NASA’s Artemis 1 landed today, what this means for Canada

After 25 days in space, Artemis I, NASA’s unmanned spacecraft, returned to earth landing in the Pacific Ocean off the coast of Mexico’s Baja Peninsula.

The successful mission will act as a foundation for human deep-space exploration.

The spacecraft’s return happened Sunday at approximately 12:40 p.m. EST — the same day as the final Apollo moon landing in 1972.

Although spearheaded by NASA and a global community, Canada is playing a key role in the Artemis program. The Canadian Space Agency continues to develop new technology for space travel aiding the international community’s goal of establishing a human presence on the moon.

“I wouldn’t be surprised if we saw a Canadian on the moon in one of the first missions,” Keith Cowing, editor of, a media company focusing on space news, said. “For NASA, it’s important because we’re going back. But this time, we’re going back with a lot of friends in a global way.”

Speaking to CTV News Channel Sunday, Cowing said he remembers the space race and geopolitics that played into the first moon landing, but now Canada is no longer on the sidelines.

“There’s something called the Artemis Accords, which is an agreement with a number of nations … including Canada, Europe, Japan – a whole bunch of countries all working together,” Cowing said. “And as part of the Artemis program, Canada is going to have one of its famous robotic arms on the Gateway Station.”

An important aspect of the first Artemis mission is the re-entry of the Orion spacecraft into Earth’s orbit.

“It’s going to hit the Earth’s atmosphere, but this time, it’s going to skip like a rock on a lake and help to slow down and then come into land just off the coast of California,” Cowling said. “So that sounds simple, but it’s probably the most stone nailbiting aspect of this entire mission other than the launch.”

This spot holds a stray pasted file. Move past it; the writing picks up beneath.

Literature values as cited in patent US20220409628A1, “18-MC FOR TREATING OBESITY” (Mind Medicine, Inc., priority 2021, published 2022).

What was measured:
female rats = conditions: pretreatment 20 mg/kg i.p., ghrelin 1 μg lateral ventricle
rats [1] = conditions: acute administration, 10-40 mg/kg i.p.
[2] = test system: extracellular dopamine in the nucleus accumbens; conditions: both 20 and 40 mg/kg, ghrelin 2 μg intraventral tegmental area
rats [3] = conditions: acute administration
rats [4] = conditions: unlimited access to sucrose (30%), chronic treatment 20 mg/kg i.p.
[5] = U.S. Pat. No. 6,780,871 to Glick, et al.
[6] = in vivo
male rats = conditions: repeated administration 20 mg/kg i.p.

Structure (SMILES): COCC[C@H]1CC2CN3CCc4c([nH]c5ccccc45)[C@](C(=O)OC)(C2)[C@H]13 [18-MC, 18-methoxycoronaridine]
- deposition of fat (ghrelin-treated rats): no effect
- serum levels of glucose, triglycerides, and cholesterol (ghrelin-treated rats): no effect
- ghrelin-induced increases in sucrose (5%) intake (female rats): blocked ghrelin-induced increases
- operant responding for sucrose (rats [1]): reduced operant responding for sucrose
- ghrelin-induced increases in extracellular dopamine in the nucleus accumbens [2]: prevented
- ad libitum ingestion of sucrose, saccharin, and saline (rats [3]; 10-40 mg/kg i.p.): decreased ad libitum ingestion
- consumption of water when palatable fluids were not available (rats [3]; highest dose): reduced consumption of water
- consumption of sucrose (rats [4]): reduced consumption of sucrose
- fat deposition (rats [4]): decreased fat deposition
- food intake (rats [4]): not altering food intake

When the spacecraft enters the atmosphere at such a high speed, estimated about 25,000 to 40,000 kilometres per hour, the temperature will increase to about 2,700 degrees Celsius, Cowing said.

“There’s no real margin for error,” he said. “It’s going to come in, skip and come down, so that heat shield has to work perfectly.”

Artemis faced a rocky start to the mission when it was delayed three months due to technical problems and a tropical storm. It launched Nov. 16 and is the first step to NASA’s program to put humans back on the moon and eventually establish a lunar base.

“Hopefully, we’re sustainable in that, we’re gonna go back … and build up a capability on the moon instead of just going to visit and staying home for half a century,” Cowing said.

The program is split into three parts, the first being completed Sunday with a successful return of the spacecraft. The second launch is set to come “no later” than May 2024 and will have a crewed test flight, reads the Canadian Space Agency website.

The final mission is set to launch in 2025 and will fly astronauts to the moon and “may land humans on the lunar surface.”

The historic missions will also land the first woman and first person of colour on the surface of the moon. 


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